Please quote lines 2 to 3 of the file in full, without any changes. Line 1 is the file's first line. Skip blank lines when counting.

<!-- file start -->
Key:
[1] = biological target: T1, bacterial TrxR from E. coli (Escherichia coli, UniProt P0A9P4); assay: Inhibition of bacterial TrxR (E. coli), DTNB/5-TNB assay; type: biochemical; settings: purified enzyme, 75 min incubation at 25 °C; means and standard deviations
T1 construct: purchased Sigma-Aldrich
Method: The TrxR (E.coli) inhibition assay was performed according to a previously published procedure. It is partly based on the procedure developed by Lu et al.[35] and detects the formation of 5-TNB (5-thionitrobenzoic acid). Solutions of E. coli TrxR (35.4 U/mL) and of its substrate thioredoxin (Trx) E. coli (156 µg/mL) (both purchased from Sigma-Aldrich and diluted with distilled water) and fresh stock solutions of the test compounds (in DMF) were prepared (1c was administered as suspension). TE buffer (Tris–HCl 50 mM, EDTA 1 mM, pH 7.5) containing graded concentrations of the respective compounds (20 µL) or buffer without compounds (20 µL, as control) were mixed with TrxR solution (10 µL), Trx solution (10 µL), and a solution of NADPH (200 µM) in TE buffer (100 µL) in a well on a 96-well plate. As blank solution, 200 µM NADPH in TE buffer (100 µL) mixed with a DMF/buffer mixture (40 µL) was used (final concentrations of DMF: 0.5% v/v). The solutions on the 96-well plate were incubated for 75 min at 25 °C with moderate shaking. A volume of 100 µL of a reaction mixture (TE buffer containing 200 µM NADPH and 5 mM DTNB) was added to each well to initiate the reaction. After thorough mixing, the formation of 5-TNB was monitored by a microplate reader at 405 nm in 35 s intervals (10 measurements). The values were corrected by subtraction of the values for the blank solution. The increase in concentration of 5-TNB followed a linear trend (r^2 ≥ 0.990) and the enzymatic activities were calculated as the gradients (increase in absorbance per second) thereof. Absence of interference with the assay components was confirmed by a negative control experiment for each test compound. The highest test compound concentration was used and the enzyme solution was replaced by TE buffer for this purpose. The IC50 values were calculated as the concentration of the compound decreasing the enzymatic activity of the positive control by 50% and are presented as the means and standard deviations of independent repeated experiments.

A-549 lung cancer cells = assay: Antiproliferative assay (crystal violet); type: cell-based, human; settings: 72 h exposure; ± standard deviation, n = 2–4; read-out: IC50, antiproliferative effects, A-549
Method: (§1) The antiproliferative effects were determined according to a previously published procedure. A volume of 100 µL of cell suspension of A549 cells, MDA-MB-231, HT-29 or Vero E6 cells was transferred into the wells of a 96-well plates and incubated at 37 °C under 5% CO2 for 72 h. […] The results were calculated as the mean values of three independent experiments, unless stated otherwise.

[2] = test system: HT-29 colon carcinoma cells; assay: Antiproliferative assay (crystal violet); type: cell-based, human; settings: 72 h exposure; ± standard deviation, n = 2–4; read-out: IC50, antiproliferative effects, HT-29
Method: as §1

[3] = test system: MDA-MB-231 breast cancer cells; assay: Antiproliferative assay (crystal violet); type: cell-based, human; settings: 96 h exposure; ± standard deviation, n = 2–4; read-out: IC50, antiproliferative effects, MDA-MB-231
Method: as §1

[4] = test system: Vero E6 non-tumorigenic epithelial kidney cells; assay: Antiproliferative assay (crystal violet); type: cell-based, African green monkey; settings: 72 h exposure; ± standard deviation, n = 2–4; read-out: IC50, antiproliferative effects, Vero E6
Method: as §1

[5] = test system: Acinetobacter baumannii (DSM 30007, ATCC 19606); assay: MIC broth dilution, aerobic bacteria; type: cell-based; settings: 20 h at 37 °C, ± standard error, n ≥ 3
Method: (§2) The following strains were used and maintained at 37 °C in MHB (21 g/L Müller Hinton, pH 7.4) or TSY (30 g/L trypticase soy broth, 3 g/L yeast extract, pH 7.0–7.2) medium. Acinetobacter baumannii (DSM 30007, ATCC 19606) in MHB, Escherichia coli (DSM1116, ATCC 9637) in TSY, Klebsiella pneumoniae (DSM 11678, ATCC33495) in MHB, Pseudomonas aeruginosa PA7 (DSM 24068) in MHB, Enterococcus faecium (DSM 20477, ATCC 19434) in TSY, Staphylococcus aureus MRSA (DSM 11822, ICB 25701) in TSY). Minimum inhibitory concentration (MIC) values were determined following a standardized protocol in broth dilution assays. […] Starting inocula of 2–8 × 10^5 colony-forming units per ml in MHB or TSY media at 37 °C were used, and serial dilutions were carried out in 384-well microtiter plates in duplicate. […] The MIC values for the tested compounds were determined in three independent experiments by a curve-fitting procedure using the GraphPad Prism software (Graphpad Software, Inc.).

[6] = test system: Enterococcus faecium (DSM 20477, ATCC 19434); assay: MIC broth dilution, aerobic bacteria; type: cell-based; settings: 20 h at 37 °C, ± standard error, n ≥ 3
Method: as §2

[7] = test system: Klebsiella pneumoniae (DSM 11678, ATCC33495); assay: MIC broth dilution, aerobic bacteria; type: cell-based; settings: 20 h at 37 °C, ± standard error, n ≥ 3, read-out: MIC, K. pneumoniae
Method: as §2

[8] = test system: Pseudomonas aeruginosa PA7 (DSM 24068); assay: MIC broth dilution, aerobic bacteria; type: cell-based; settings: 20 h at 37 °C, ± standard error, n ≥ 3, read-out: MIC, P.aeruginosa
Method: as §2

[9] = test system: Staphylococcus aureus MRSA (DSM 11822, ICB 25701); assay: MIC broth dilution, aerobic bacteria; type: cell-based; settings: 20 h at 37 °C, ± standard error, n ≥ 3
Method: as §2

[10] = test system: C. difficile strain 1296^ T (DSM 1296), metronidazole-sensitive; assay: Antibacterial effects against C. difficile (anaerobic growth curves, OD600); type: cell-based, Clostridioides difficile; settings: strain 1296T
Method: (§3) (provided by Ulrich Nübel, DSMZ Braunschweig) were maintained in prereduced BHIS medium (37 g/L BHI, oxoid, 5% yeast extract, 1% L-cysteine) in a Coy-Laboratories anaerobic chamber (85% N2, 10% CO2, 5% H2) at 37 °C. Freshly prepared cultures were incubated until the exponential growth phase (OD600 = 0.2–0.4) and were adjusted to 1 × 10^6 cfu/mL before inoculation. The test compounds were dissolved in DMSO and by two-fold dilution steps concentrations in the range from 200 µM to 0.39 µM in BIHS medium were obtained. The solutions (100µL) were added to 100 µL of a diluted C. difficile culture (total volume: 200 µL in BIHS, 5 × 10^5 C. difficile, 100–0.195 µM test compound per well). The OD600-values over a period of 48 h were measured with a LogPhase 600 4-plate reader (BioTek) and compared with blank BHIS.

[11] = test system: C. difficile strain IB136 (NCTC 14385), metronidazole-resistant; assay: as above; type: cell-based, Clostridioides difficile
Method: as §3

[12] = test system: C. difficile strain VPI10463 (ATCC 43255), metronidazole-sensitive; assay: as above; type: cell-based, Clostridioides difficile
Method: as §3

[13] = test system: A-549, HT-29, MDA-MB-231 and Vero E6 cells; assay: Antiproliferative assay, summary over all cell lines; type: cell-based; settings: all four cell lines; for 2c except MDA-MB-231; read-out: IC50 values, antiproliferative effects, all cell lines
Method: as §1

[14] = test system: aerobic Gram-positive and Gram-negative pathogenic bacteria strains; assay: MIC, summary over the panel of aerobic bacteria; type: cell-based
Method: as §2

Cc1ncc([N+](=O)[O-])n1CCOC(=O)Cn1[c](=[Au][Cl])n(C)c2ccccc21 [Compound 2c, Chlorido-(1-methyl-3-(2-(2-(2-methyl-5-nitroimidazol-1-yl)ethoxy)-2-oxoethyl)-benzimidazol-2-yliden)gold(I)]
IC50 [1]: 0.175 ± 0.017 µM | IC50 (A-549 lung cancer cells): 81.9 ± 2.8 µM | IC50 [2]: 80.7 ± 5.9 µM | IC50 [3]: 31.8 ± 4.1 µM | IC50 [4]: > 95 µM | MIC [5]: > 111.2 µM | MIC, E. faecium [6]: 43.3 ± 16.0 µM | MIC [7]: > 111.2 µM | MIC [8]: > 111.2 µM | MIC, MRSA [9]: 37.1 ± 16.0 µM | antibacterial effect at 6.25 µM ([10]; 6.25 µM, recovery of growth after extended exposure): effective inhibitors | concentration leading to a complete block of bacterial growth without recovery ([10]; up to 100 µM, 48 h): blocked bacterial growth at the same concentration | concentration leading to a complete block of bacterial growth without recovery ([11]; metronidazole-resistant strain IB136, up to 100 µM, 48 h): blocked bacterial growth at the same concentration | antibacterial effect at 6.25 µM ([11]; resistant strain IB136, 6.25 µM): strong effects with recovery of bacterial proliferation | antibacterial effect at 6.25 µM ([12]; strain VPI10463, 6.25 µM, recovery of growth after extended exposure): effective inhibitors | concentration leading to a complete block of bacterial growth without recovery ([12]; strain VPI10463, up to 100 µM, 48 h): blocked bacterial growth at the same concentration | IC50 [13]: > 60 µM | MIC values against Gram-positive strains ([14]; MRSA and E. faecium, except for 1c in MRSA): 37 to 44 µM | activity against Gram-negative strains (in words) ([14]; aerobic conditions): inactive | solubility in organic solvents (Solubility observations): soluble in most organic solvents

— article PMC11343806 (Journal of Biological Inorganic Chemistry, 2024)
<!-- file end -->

[1] = biological target: T1, bacterial TrxR from E. coli (Escherichia coli, UniProt P0A9P4); assay: Inhibition of bacterial TrxR (E. coli), DTNB/5-TNB assay; type: biochemical; settings: purified enzyme, 75 min incubation at 25 °C; means and standard deviations
T1 construct: purchased Sigma-Aldrich